The Africa Survey 2014 identifies three biggest threats to doing business in sub-Saharan Africa.
|A generator of The Gambia's national electricity provider, NAWEC, which faces increasing financial problems. (Photo Credit: Access Gambia)|
More than half of firms in Gambia (54%) said unreliable electricity supply has been the single biggest obstacle to their businesses, the 2014 Africa Survey reveals.
The numbers are grim across sub-Saharan Africa where more than 45% of firms said the lack of reliable electricity was a major problem.
Like The Gambia, businesses in Guinea (64%) and Nigeria (64%) also admitted it was the single biggest problem, according to a statement from Good Governance Africa, GGA, the publisher of the Survey.
The Africa Survey 2014 identifies “unreliable or insufficient electricity”, “corruption” and “difficulty in getting bank loans” as the three biggest constraints to doing business in sub-Saharan Africa.
Firms in sub-Saharan Africa also cited getting a bank loan (42%) and corruption (43%) as major obstacles to doing business, according to the Report.
It stated that it is only in Angola did the largest number of firms (29%) identify corruption as the single greatest constraint to business. However, more than 40% of companies in Côte d’Ivoire (45%), Malawi (46%), Mali (44%) and Zimbabwe (47%) cited getting credit as the single biggest obstacle to business.
This year, the World Bank asked a representative sample of companies in sectors other than agriculture and financial services to choose which barriers represented a major constraint to doing business, and then asked them to choose the single biggest barrier from a list of 15 business environment obstacles.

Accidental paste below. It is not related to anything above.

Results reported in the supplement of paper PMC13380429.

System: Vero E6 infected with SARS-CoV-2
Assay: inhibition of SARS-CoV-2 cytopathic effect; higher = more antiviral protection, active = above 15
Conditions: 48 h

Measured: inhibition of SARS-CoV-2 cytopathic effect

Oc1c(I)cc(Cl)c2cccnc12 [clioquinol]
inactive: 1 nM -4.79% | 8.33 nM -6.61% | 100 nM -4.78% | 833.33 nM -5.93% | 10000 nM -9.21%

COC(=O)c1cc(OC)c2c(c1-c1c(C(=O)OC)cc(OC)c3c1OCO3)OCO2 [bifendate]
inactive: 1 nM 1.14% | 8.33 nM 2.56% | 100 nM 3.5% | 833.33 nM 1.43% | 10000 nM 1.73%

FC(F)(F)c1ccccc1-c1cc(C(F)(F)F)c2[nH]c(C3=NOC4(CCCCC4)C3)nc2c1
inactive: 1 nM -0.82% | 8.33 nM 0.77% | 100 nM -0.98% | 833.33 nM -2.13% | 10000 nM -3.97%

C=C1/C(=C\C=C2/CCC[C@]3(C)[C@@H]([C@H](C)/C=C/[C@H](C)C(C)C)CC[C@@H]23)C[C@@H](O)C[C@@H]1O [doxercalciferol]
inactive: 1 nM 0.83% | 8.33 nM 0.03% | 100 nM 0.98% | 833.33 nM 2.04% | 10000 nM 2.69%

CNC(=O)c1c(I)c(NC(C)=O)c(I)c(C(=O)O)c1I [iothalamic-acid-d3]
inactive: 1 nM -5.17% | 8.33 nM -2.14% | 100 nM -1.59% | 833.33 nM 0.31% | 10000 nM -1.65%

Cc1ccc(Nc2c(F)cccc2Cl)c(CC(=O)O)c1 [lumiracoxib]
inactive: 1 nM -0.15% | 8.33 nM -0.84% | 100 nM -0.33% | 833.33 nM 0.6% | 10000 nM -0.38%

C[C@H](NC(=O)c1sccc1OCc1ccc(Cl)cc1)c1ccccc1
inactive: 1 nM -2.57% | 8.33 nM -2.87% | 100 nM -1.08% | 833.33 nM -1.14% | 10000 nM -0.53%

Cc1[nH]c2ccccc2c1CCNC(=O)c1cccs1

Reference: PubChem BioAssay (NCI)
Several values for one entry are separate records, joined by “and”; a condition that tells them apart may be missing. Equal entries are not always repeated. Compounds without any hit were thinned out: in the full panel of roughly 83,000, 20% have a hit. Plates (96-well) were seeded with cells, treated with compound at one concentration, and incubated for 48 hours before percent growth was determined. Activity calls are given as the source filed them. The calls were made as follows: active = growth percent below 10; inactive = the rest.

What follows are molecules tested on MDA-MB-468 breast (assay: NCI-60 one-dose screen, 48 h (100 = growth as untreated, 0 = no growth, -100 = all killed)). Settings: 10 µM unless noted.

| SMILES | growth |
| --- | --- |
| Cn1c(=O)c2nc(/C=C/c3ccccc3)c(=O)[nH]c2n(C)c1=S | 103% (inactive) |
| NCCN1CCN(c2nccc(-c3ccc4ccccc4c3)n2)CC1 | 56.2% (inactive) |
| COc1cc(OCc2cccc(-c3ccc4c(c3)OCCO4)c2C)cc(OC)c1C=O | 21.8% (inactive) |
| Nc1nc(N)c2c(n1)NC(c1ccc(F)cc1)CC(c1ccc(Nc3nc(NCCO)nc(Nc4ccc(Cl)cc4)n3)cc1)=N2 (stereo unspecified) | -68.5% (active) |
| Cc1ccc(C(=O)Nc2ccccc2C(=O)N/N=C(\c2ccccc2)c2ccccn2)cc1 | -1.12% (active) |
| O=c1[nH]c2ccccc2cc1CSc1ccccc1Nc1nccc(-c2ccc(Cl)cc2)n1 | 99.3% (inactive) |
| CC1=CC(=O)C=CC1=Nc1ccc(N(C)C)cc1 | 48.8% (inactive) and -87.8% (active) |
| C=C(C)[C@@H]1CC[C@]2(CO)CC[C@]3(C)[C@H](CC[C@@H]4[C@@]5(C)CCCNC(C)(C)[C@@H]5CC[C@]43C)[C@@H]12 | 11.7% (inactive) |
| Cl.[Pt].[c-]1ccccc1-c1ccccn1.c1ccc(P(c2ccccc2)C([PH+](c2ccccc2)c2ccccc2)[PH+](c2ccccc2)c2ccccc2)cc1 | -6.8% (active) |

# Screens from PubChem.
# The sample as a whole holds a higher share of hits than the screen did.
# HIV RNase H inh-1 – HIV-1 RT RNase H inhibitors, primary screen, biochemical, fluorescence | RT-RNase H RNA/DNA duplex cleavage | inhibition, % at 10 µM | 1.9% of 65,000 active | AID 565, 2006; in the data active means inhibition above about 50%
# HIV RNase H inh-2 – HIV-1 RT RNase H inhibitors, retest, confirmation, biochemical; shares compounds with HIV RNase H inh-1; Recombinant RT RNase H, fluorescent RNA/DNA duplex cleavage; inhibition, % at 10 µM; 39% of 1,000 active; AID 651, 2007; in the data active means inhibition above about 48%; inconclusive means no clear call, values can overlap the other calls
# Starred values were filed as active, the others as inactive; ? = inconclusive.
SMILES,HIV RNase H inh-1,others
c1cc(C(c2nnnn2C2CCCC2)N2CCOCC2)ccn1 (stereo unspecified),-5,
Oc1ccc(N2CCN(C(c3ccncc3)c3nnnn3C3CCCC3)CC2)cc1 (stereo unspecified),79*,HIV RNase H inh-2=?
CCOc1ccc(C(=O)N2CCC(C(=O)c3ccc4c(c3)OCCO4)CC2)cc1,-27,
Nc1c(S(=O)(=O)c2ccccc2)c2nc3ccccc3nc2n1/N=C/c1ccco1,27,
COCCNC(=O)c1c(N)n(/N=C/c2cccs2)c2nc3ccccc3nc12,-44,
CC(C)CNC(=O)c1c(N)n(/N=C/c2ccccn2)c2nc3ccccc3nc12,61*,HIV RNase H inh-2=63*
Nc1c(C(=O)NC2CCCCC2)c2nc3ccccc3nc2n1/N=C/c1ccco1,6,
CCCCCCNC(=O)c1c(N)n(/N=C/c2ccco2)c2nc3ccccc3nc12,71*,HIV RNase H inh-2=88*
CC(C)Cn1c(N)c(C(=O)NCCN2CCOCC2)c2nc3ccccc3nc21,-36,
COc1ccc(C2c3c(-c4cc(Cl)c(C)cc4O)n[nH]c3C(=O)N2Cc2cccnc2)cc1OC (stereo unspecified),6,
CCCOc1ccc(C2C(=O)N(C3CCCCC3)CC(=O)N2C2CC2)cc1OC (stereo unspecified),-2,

“Only three African countries are ranked among the world’s top 50: Mauritius (28), South Africa (43) and Rwanda (46). Of the 50 lowest ranked countries, 30 are African,” the World Bank later revealed in its 2015 Ease of Doing Business Index.
“It is still tougher to run a business in many African countries than elsewhere,” said Karen Hasse, a GGA researcher.
Hasse added: “Improving electricity supply and access to loans and wiping out corruption would encourage entrepreneurship and allow companies to expand their operations.
“This in turn would produce many benefits, among them greater employment and tax revenues for African governments.”
The Africa Survey is a comprehensive annual collection of social, political and economic indicators for the continent’s 55 countries.
The South Africa-based research organization, GGA, promotes better government management. Its main publications are the Africa Survey and Africa in Fact, a journal that tracks government performance and proposes solutions.
You Can Read All Other Findings In The Africa Survey 2014 Published On TNBES HERE or (http://thenorthbankeveningstandard.blogspot.com/search/label/2014%20Africa%20Survey)
Written by Modou S. Joof
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